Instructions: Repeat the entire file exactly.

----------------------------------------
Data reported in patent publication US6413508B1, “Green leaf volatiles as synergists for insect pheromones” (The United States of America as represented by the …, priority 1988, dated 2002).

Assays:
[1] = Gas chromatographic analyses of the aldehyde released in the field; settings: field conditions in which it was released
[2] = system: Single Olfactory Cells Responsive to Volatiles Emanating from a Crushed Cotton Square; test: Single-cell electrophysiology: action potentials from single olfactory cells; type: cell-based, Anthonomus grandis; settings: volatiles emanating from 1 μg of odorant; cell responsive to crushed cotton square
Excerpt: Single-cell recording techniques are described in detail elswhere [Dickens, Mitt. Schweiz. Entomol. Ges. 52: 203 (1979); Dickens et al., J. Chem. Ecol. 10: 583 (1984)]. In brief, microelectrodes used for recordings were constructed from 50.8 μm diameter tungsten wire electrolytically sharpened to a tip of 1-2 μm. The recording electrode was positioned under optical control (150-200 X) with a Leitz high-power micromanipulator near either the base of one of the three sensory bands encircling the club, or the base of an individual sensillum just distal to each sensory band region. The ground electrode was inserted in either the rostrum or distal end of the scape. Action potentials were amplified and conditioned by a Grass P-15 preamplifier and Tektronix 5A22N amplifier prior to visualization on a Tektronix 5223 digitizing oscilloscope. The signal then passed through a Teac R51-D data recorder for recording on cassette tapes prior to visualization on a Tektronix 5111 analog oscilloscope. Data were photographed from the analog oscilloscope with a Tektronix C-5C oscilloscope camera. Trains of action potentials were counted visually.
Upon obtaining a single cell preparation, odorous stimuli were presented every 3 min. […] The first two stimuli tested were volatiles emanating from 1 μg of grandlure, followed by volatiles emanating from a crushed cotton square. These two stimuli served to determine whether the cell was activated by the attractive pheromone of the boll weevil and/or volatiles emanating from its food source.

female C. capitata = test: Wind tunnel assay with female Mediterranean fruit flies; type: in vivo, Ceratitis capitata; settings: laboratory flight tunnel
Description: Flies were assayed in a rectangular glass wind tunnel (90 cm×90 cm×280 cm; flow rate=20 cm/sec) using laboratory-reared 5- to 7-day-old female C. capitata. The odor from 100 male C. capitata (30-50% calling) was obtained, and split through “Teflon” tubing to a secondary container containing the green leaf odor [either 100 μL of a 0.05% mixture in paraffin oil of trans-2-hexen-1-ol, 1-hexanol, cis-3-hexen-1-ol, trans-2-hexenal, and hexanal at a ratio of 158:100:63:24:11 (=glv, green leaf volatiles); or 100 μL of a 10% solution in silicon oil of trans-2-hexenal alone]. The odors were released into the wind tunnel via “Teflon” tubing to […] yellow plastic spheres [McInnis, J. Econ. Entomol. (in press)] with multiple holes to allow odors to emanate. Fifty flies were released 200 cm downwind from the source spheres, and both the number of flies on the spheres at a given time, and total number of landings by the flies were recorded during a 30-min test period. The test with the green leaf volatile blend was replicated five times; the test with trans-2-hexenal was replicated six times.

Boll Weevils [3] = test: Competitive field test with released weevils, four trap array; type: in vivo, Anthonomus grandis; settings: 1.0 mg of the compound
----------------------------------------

Data reported in patent publication US6413508B1, “Green leaf volatiles as synergists for insect pheromones” (The United States of America as represented by the …, priority 1988, dated 2002).

Assays:
[1] = Gas chromatographic analyses of the aldehyde released in the field; settings: field conditions in which it was released
[2] = system: Single Olfactory Cells Responsive to Volatiles Emanating from a Crushed Cotton Square; test: Single-cell electrophysiology: action potentials from single olfactory cells; type: cell-based, Anthonomus grandis; settings: volatiles emanating from 1 μg of odorant; cell responsive to crushed cotton square
Excerpt: Single-cell recording techniques are described in detail elswhere [Dickens, Mitt. Schweiz. Entomol. Ges. 52: 203 (1979); Dickens et al., J. Chem. Ecol. 10: 583 (1984)]. In brief, microelectrodes used for recordings were constructed from 50.8 μm diameter tungsten wire electrolytically sharpened to a tip of 1-2 μm. The recording electrode was positioned under optical control (150-200 X) with a Leitz high-power micromanipulator near either the base of one of the three sensory bands encircling the club, or the base of an individual sensillum just distal to each sensory band region. The ground electrode was inserted in either the rostrum or distal end of the scape. Action potentials were amplified and conditioned by a Grass P-15 preamplifier and Tektronix 5A22N amplifier prior to visualization on a Tektronix 5223 digitizing oscilloscope. The signal then passed through a Teac R51-D data recorder for recording on cassette tapes prior to visualization on a Tektronix 5111 analog oscilloscope. Data were photographed from the analog oscilloscope with a Tektronix C-5C oscilloscope camera. Trains of action potentials were counted visually.
Upon obtaining a single cell preparation, odorous stimuli were presented every 3 min. […] The first two stimuli tested were volatiles emanating from 1 μg of grandlure, followed by volatiles emanating from a crushed cotton square. These two stimuli served to determine whether the cell was activated by the attractive pheromone of the boll weevil and/or volatiles emanating from its food source.

female C. capitata = test: Wind tunnel assay with female Mediterranean fruit flies; type: in vivo, Ceratitis capitata; settings: laboratory flight tunnel
Description: Flies were assayed in a rectangular glass wind tunnel (90 cm×90 cm×280 cm; flow rate=20 cm/sec) using laboratory-reared 5- to 7-day-old female C. capitata. The odor from 100 male C. capitata (30-50% calling) was obtained, and split through “Teflon” tubing to a secondary container containing the green leaf odor [either 100 μL of a 0.05% mixture in paraffin oil of trans-2-hexen-1-ol, 1-hexanol, cis-3-hexen-1-ol, trans-2-hexenal, and hexanal at a ratio of 158:100:63:24:11 (=glv, green leaf volatiles); or 100 μL of a 10% solution in silicon oil of trans-2-hexenal alone]. The odors were released into the wind tunnel via “Teflon” tubing to […] yellow plastic spheres [McInnis, J. Econ. Entomol. (in press)] with multiple holes to allow odors to emanate. Fifty flies were released 200 cm downwind from the source spheres, and both the number of flies on the spheres at a given time, and total number of landings by the flies were recorded during a 30-min test period. The test with the green leaf volatile blend was replicated five times; the test with trans-2-hexenal was replicated six times.

Boll Weevils [3] = test: Competitive field test with released weevils, four trap array; type: in vivo, Anthonomus grandis; settings: 1.0 mg of the compound